“it’s been ________ lately” is like an overseas holiday, with each track a new destination, a new experience. It’s a winter tonic for the imagination of home-bound aural travelers.

 

 

Sunrise RakiuraThese Early Mornings are back with a few standalone singles recently uploaded to Bandcamp. Here’s the latest one, “Ledges” –

“Ledges” exists in an atmosphere of (apparent) effortless DIY . The song follows the elliptical shuffling repetition, unhurried yet, oddly lop-sided time signature, and blurred guitar strumming we’ve come to know and love from These Early Mornings.

This time out there’s a sharper definition to the woozy sounds, including a second guitar motif weaving a melodic counter-rhythm in behind. There’s also a sharper definition to the  lyrics, revealing more of the distinctive universe created by These Early Mornings.

RangitotoDay 31 of our 31 days of May New Zealand Music Month marathon closes the set of songs with something only a few days old from Auckland shoegaze ensemble Couchmaster. Here’s “Honey over Thunder” from a 5 song EP called “Tumor” released on 25 May.

I was going to select the opening track “Psychogenic Fugue” because it is dedicated to Dunedin music legend Peter Gutteridge and packs that familiar Snapper drone and drumbeat. But for the closing song for this year’s NZ music month trawl through the wonderful online underground of Bandcamp I couldn’t go past “Honey Over Thunder” with it’s wistfully melodic vocal from drummer Rachel Charlie and effortless reverb drenched psychedelia.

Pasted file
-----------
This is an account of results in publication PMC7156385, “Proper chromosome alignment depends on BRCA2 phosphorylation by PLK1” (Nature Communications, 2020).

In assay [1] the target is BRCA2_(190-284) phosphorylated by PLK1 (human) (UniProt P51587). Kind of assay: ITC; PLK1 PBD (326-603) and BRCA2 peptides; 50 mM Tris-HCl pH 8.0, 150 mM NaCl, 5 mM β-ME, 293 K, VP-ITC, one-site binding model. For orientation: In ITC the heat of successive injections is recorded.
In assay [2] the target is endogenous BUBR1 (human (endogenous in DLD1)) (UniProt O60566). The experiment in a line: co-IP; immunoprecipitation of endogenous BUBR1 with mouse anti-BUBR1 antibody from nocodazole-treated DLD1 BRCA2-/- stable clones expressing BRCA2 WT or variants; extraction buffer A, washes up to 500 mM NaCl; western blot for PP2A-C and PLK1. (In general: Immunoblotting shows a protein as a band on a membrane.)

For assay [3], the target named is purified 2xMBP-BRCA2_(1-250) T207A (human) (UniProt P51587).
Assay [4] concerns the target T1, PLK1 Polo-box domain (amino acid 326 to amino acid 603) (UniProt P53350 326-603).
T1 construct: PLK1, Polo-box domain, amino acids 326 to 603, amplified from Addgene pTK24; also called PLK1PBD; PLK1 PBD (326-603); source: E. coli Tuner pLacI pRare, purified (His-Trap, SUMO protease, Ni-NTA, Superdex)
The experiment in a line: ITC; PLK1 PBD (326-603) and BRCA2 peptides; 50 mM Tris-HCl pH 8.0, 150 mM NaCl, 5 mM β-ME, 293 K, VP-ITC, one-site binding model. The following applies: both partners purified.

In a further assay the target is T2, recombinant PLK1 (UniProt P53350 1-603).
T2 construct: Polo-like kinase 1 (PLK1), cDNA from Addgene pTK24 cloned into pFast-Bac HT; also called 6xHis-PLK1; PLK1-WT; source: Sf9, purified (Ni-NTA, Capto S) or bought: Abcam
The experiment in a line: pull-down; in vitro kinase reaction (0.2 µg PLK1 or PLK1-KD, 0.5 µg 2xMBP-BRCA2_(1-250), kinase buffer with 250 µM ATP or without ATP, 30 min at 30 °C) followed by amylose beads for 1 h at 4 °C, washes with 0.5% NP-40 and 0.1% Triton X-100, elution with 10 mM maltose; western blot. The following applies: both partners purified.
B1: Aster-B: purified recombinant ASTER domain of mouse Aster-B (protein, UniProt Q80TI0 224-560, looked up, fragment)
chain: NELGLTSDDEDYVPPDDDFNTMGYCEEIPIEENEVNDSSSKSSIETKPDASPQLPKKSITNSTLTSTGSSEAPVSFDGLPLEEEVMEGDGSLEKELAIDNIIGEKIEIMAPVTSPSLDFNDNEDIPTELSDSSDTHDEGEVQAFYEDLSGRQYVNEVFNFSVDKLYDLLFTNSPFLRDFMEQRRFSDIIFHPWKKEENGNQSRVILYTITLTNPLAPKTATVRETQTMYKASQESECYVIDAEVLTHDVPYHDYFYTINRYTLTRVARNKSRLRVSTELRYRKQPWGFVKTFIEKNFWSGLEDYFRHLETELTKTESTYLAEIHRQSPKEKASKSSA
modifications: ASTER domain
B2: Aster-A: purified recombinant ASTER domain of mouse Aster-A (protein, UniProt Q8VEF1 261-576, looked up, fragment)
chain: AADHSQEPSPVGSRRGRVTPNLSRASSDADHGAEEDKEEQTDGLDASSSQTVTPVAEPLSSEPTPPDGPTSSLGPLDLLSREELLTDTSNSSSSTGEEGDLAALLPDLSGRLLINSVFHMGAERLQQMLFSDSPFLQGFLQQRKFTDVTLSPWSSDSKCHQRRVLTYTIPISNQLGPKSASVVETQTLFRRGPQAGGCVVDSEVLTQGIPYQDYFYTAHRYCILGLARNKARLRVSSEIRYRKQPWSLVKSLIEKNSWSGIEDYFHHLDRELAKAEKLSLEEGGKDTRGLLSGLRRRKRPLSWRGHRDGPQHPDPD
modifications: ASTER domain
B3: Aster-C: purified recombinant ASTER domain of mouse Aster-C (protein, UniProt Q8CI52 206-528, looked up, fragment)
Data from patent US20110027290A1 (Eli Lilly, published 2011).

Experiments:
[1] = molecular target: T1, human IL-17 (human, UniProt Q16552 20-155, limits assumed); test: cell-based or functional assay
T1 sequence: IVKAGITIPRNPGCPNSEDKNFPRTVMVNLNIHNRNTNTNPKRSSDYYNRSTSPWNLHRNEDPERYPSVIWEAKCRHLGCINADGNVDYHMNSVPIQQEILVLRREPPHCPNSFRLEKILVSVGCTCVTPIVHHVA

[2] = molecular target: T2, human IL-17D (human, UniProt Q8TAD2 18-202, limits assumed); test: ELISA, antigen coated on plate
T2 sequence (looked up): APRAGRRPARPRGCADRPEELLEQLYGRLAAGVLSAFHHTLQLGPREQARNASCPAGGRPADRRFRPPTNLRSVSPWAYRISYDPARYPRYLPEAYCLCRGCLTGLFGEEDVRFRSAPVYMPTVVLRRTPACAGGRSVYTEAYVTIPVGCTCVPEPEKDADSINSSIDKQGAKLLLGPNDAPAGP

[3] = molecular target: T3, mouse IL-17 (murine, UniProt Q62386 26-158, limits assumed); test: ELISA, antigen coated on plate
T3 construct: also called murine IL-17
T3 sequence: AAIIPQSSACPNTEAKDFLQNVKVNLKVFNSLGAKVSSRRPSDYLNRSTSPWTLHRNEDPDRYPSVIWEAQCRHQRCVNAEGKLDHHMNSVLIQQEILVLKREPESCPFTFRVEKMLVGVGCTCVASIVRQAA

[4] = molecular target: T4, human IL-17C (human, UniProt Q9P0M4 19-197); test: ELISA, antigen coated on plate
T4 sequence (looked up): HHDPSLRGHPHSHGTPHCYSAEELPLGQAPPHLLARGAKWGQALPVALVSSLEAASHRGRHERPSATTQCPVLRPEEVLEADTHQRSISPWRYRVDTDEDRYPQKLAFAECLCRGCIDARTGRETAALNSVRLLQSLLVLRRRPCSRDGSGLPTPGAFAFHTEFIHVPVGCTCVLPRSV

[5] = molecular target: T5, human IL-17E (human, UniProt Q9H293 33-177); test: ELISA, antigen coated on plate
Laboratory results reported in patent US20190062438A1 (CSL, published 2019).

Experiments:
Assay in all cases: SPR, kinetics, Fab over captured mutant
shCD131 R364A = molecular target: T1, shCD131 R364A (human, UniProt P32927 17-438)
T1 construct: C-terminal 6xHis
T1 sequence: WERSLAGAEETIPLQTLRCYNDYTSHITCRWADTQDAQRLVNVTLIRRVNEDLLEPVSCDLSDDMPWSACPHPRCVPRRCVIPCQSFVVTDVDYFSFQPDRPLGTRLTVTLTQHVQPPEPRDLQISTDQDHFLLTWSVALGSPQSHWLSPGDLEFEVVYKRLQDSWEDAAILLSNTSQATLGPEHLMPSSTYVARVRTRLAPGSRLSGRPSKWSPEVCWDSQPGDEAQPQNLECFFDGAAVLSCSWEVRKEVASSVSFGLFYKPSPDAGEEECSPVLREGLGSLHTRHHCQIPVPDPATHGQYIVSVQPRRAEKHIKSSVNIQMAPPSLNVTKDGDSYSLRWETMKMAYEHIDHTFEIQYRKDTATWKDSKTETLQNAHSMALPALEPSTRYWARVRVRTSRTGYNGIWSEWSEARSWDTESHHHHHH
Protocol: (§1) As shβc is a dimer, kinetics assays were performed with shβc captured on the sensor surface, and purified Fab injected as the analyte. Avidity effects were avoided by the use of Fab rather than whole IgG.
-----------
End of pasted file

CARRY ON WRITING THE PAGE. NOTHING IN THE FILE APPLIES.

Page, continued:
The EP is a wonderfully eclectic mix of guitar rock heavy on the atmospheric effects. It appears to be mostly the project of Rikki Sutton, from another shoegaze style Auckland band Eyes No Eyes. He’s guitarist, bassist, keyboardist and vocalist on most of the tracks as well as engineering and mixing the recording. Rachel Charlie on drums and vocals and Adison Whitley on guitar are the other two people who play on all the tracks. Extra points for naming the band after a great album by The Bats too.

 

TupuhiDay 25 of our 31 Days of May New Zealand music month marathon comes from the suburban dub labs of Mark Tupuhi and the opening track from “the Deep End” – an ecclectic album of hypnotic psychedelic dub and electronic music. Here’s “Brevity” –

The album was an accidental discovery on bandcamp. “Overcome evil by dub” seems to be the entirely plausible theme of the opening track “Brevity” as it slowly unwinds with cut up voice samples and echoing delayed layers of guitar.

Usually the association of dub and reggae in NZ today is with the reductive pasteurised, homogenised mainstream-friendly “barbecue reggae” pop, a kind of audio head-nodding narcotic, where rhythm and formula is elevated above imagination.  That’s a long way from the adventurous spirit and imagination associated with reggae and dub in particular in the 1970s through to the 1990s.

Tupuhi’s DIY home recorded album “The Deep End” mostly avoids the contemporary NZ formula and takes the music in some unexpected directions at times. The combination of live and digital instruments and elements of dance and trance music is more reminiscent of the kind of sonic adventures of the On-U-Sound artists in the UK in the 90s.

As well as contemporary psychedelic dub like “Brevity” you’ll also find atmospheric industrial psy-trance on “Teradactyl” and even a kind of futurist post-punk electro-dub on “Malcolm”. It’s an album worth exploring further.